• by Haydon Jurai (906143) on Saturday January 17, 2009 @08:17PM (#26501639)
    Is this really news?? Most positive product review are sappy BS about the product being the best thing since sliced bread or the internet, with very little insightful commentary. That leads me to believe they're always fake. I consider product reviews a form of advertising. And since most consumers, who are already easily influenced (such as by TV commercials and other mass advertising) won't bother looking for articles about fake reviews, the fake reviews will do their job, and convince people to buy the product. If you really want to find out about a product, you can dig through all the BS to find a review with insightful commentary (and then do some cross reference to verify the claims), but that can be difficult. I find it more helpful to read all the negative reviews of a seller or product. If the negative reviews don't paint a horrible picture, you can use them to weigh the product's or service's faults against its claimed benefits.
  • Not surprised... (Score:2, Insightful)

    by forrie (695122) on Saturday January 17, 2009 @10:22PM (#26502465)
    I'm not terribly surprised. I've run across reviews that seemed too thorough (and condescending) to be something composed by your average consumer. I could be wrong, but I seriously doubt Belkin is the only one that's paying people to pimp up their reviews.
  • USB TV adapter (Score:3, Insightful)

    by GWBasic (900357) <slashdot@nosPAM.andrewrondeau.com> on Sunday January 18, 2009 @03:27AM (#26504031) Homepage

    I recently bought a USB TV Adapter for a "premium" computer from the "premium" computer store in the mall. The "premium" computer's web site had a 5-star rating.

    The first device stopped working after 3 hours. I exchanged the device; but now the included software is very unreliable for scheduled recordings. (It works fine for live TV; my computer significantly exceeds the requirements.)

    I don't understand how something that's so unreliable can get a 5-star rating.

  • by Jager Dave (1238106) <jagerdude69&yahoo,com> on Sunday January 18, 2009 @03:31AM (#26504045)
    I honestly don't see why someone needs to pay Belkin to promote their gear positively. It's good gear. Good quality, decent performance. Belkin's biggest downfall is that it is grossly overpriced compared to it's competitors. An 8' Cat6 cable just should not cost $25, when I could buy a length of cable, some ends, and a crimping tool, for about $20 (ok maybe not THAT cheap, but you get my drift...) Of course, now we see it's because Belkin's spending too much money having people promote itself on Amazon (and who knows how many other websites - there are a large number of positively-reviewed products on NewEgg and such, that I have to wonder what the people were thinking....)
  • by antispam_ben (591349) on Sunday January 18, 2009 @03:33AM (#26504057) Journal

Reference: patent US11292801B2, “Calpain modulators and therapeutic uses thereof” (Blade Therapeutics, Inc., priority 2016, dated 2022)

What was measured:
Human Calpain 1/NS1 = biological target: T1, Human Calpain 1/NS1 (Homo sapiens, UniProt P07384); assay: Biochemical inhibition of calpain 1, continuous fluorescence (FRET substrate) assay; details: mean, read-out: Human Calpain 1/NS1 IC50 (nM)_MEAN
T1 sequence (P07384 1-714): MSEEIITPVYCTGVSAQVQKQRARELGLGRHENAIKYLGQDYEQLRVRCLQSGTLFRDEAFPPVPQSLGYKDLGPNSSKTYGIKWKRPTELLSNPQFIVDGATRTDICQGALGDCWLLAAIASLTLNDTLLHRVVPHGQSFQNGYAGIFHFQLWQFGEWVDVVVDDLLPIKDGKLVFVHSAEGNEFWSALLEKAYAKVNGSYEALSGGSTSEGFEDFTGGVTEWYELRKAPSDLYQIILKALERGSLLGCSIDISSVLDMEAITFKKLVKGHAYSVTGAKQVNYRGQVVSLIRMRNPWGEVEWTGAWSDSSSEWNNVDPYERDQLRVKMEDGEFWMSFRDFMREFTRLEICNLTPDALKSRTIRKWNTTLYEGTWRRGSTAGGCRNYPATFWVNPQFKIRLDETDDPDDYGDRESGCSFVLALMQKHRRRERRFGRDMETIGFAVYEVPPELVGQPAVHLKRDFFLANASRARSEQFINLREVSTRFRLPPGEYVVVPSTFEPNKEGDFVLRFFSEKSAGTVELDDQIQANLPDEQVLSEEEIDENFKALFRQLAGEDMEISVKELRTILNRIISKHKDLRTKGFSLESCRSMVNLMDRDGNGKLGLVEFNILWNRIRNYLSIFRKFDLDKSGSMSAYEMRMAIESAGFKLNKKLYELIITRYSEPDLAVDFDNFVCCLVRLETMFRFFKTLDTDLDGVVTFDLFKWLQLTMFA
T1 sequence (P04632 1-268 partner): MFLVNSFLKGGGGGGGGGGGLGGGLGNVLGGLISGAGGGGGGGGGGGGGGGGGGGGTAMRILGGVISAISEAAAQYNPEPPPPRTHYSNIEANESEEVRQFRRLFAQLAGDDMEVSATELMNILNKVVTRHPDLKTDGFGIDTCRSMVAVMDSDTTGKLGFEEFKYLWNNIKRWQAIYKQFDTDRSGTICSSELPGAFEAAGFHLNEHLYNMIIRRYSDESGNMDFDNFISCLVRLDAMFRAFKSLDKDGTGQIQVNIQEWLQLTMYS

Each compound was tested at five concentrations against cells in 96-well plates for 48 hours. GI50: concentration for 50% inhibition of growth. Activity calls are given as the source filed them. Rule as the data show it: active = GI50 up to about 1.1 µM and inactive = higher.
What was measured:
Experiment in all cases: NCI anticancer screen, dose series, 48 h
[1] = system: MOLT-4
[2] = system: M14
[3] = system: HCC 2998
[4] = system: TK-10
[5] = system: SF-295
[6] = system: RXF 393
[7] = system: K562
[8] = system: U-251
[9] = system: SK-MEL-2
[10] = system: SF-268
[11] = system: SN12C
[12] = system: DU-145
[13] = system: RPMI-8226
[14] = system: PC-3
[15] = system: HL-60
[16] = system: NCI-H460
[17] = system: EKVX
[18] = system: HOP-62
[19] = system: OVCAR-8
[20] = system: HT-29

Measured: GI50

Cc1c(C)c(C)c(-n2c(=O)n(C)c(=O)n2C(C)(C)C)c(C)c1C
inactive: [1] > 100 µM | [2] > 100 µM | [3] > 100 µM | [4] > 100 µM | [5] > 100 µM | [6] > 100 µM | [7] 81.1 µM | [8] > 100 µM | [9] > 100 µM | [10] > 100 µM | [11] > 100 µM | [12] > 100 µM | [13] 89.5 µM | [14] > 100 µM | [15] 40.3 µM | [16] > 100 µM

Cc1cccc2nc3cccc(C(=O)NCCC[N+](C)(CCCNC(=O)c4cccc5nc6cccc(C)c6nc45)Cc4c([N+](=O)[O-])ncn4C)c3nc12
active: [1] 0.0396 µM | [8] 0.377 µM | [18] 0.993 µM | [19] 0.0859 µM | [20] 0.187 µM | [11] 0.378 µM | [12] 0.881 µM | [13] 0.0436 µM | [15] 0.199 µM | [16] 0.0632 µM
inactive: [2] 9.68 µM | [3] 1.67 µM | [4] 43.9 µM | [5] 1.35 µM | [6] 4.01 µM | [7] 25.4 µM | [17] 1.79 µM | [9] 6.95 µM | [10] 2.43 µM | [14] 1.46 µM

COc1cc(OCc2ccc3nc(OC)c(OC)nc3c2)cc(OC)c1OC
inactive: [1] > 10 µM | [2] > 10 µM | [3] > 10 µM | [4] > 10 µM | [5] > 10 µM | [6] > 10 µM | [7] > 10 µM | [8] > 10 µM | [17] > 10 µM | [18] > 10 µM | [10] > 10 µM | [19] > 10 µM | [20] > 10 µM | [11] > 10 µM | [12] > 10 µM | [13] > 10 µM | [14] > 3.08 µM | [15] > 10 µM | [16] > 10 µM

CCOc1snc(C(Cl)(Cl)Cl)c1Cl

Can anyone tell me if these reviews are real or astroturfed? Of 271 reviews, almost half are five-star:
    http://www.amazon.com/Denon-AKDL1-Dedicated-Link-Cable/dp/B000I1X6PM/ [amazon.com]

  • Re:Oh heck (Score:3, Insightful)

    by JohnBailey (1092697) on Sunday January 18, 2009 @04:02AM (#26504195)

    And sadly, the important words are "Late lamented". Not each and every single review source is crooked, but there are enough to not trust them any more. It's a sad reflection on the good reviewers who do the job properly, but the various marketing departments have way too much power and not enough scruples.

    A review site or magazine has to have advertising to pay for everything from bandwidth to staff wages. They have to have review samples of products to review, so they have to keep the manufacturers happy by giving good or at least neutral reviews.

    A lone blogger might be able to be honest, but for every one who is, there are dozens who are paid to write good reviews. Remember the incident just before Vista coming out? where several bloggers got top of the range laptops with copies of Vista to use for reviews, and no specific instructions as to what to do with them? Why did Microsoft not get crucified for pulling a stunt like that?

    Even forums are not to be fully trusted. How many times has there been a discussion about Vista, and someone has posted how wonderful it is on hardware that is below the spec of the Vista capable computers that actually spawned a class action? Or Apple stories where a bunch of the faithful have screamed down anybody who dares to be critical of the precious? Apple is the only manufacturer who has volunteer astroturfers.

    And games are even worse. I can understand why. They have a huge development cost in relation to a short shelf life, so the publishers need to get them out as quickly as possible. They have to either be controversial like GTA and others, or get good reviews.

    I'd love to be able to trust reviews, and it saddens me that so many are corrupted or coerced into writing what is basically PR copy. I know there are some that do give honest accounts of what they are testing, but it is getting increasingly hard to find them.